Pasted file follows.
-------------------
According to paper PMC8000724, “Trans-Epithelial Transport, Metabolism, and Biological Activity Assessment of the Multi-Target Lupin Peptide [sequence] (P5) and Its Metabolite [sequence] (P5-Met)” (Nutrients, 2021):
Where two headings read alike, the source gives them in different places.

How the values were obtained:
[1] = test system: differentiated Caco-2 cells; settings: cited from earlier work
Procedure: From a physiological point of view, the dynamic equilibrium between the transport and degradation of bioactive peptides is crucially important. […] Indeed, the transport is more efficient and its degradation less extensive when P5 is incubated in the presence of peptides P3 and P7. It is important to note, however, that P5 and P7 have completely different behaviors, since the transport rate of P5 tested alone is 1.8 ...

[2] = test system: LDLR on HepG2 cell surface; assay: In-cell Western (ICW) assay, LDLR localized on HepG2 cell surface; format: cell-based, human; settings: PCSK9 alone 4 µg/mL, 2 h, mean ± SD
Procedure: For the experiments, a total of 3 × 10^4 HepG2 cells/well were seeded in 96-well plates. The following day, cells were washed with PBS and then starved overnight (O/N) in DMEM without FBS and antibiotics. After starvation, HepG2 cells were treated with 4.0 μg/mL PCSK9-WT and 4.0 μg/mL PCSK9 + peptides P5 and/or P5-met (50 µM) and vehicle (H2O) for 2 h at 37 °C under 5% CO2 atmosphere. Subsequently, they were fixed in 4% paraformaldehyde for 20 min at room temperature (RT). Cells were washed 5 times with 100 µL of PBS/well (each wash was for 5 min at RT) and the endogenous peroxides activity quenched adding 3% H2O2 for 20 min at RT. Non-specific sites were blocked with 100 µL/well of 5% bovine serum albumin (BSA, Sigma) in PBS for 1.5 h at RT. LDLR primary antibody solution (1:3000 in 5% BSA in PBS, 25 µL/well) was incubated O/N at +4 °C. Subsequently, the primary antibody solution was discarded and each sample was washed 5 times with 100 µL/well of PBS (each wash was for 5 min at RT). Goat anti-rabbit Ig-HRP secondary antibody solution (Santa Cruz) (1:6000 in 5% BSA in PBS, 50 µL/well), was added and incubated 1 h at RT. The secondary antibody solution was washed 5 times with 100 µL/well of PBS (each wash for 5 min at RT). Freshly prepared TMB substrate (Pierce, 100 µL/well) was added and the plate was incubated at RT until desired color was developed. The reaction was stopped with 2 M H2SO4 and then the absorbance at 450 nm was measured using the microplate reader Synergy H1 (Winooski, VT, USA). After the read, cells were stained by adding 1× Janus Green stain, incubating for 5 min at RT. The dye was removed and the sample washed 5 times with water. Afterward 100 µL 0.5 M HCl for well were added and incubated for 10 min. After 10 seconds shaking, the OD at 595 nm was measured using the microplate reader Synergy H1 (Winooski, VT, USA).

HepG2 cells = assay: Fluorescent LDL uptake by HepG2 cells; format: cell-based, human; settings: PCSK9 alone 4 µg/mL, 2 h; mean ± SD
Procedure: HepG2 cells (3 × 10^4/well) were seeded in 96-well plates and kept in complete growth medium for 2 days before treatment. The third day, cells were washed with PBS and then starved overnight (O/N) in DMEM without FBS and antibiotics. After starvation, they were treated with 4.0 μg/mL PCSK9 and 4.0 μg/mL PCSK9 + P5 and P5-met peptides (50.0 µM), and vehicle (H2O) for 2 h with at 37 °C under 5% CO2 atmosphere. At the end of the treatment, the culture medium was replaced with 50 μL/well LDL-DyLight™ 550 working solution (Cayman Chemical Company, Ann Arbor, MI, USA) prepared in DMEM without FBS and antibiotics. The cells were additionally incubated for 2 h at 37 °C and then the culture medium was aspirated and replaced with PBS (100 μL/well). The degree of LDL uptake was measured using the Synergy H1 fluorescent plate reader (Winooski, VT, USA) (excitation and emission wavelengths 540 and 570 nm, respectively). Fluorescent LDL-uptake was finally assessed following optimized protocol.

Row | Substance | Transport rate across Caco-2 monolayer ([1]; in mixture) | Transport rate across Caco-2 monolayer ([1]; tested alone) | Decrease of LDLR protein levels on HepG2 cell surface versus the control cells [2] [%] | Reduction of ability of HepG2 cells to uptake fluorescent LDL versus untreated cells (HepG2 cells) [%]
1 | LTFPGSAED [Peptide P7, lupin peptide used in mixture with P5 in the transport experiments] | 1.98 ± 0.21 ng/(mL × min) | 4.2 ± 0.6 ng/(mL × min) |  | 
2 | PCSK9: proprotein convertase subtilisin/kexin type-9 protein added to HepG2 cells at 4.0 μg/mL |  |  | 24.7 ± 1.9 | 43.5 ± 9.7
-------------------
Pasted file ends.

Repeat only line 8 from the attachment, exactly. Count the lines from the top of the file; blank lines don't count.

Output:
HepG2 cells = assay: Fluorescent LDL uptake by HepG2 cells; format: cell-based, human; settings: PCSK9 alone 4 µg/mL, 2 h; mean ± SD